The Tokyo Metropolitan Board of Education voted Tuesday to use a controversial history textbook at three public schools for disabled children.

It is the first time the book, written by a group of nationalist authors and opposed by China and South Korea on grounds it glosses over Japan’s wartime atrocities, has been approved for public schools.

The schools are to begin using it at the start of the next academic year in April.

The book’s authors claim texts now in use are “self-denigrating” in their portrayals of Japan as an aggressor nation.

The decision came as some 200 protesters turned out at the Tokyo Metropolitan Government headquarters in Shinjuku Ward.

During a closed meeting, the six-member board of education headed by Tokyo Kasei University President Tsukasa Shimizu voted 4-2 in favor of using the Fuso Publishing Co. history textbook at two junior high schools for physically weak students and one for children with psychiatric disorders. The schools have 70 students.

Also approved were social studies textbooks by the same publisher.

“The board decided to adopt Fuso’s history book because it is most true to the education ministry’s teaching guidelines, which emphasize love for the country’s history,” said Yokichi Yokoyama, head of the metropolitan government’s education bureau. “For instance, it introduces many historical figures and literary works.”

The board, however, opted not to use the Fuso textbooks in junior high schools for hearing impaired and otherwise physically disabled students as well as those for mentally disabled, saying the content of the books is too difficult for these children.

The board chose other texts for use at schools for blind students because Fuso does not market a Braille version of its textbooks.

While the textbooks to be used at municipal schools are decided by their respective ward, town and city authorities, the metropolitan board of education is responsible for choosing textbooks for 45 schools for physically and mentally impaired children.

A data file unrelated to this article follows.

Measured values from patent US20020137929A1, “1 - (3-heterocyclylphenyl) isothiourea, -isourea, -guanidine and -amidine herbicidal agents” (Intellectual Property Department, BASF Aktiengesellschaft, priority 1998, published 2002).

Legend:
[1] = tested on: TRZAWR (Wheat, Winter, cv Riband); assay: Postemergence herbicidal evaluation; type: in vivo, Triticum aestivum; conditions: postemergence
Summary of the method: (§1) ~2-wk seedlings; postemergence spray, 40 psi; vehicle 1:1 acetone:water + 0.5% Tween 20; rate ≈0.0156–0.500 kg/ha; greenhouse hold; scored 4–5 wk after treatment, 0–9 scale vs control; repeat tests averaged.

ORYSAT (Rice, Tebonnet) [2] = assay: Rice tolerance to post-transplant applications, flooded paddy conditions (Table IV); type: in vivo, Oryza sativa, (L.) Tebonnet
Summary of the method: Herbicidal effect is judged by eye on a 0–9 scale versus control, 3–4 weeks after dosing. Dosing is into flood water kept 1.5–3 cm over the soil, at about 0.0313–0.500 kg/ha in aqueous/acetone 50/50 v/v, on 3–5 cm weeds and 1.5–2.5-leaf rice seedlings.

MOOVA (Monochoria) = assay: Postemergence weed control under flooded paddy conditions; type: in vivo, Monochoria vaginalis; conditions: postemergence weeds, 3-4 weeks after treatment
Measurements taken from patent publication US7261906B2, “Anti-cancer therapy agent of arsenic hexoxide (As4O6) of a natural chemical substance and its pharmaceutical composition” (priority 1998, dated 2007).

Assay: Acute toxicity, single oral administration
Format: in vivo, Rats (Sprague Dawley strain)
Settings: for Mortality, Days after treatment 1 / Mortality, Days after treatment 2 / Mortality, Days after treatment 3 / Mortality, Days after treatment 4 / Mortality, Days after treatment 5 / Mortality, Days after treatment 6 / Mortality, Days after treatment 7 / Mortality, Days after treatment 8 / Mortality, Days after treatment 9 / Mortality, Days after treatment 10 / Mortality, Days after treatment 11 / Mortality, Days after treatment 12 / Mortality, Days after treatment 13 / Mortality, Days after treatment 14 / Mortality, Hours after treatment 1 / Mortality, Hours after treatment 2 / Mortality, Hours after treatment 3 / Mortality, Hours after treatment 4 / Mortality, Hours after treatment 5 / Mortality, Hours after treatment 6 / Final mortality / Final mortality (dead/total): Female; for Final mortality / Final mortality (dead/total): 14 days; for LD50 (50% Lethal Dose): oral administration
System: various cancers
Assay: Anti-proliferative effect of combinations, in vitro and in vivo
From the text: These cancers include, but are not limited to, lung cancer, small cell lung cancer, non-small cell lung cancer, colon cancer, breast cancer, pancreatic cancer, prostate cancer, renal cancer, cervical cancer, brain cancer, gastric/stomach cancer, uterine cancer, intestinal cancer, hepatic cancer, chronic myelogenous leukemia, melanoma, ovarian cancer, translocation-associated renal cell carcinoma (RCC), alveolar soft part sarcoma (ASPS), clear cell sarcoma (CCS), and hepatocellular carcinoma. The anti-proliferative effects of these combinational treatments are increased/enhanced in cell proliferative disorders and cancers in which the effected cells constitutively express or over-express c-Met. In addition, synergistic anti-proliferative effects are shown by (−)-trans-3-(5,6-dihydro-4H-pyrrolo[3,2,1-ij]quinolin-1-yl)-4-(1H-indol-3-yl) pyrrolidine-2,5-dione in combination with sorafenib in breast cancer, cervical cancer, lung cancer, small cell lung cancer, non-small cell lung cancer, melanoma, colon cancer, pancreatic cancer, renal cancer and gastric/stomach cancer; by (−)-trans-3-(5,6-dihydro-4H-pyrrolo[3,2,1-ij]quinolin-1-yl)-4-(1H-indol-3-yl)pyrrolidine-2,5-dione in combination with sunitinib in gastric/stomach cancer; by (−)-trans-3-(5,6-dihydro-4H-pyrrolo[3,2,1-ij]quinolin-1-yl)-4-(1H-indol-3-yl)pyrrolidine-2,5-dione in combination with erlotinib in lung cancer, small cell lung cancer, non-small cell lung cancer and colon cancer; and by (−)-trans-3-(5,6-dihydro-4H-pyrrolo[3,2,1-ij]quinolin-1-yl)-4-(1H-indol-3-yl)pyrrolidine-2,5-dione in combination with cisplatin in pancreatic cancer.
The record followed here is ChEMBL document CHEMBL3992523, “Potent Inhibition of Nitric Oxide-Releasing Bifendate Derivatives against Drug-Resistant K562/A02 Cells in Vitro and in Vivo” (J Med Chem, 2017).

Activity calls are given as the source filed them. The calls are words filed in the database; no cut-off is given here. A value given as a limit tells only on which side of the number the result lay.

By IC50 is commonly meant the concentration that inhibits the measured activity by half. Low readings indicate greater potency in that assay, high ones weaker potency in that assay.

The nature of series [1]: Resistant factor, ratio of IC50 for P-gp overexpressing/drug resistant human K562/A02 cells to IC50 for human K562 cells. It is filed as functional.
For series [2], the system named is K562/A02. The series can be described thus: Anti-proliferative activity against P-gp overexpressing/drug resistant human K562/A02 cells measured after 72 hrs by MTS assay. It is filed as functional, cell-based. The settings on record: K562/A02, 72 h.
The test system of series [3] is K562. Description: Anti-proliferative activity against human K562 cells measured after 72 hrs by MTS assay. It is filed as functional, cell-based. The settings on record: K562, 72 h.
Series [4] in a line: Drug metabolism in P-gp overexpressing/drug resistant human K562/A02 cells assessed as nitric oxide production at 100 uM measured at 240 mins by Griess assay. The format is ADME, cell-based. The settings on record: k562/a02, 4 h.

Education boards nationwide must choose books for the next academic year by Aug. 15.

The history text, compiled by the Japanese Society for History Textbook Reform and approved by an education ministry screening panel in April, has sparked outrage in South Korea and China as well as controversy at home.

Since the Tokyo board’s tentative decision to adopt the Fuso textbooks was reported by the media last month, critics have been making public appeals against the adoption. The metropolitan government said it received some 6,100 faxes and e-mail messages, of which more than 5,900 opposed the education board’s plan to adopt Fuso’s textbooks.

Teachers unions at schools for the disabled, for example, charged that the Tokyo board intentionally targeted disabled children to pave the way for other local authorities to adopt the book.

“We are choked up with rage because the board adopted the history textbook that almost justifies (Japan’s action in) the Pacific War, during which human rights of the disabled were violated,” Hiroshi Fujitani, chairman of the teachers union at schools for the disabled in Tokyo, told a news conference Tuesday.

Critics have cited the influence of Tokyo Gov. Shintaro Ishihara, who has supported the textbook authors’ group since it was established in 1997. At least three of the six members on the education board are either his close aides or former university classmates.

Yoshifumi Tawara, secretary general of a citizens’ group opposing the text, criticized the board: “The decision is a result of the initiative of Gov. Ishihara, who is a strong proponent of the textbook.”

Tawara accused the board of adopting the text simply to put on record that it is used in public schools. , even though it will only be used on a limited basis in schools for mentally disabled students.

He lashed out at the decision as lacking a “sense of human rights” and “destroying democracy and education.”

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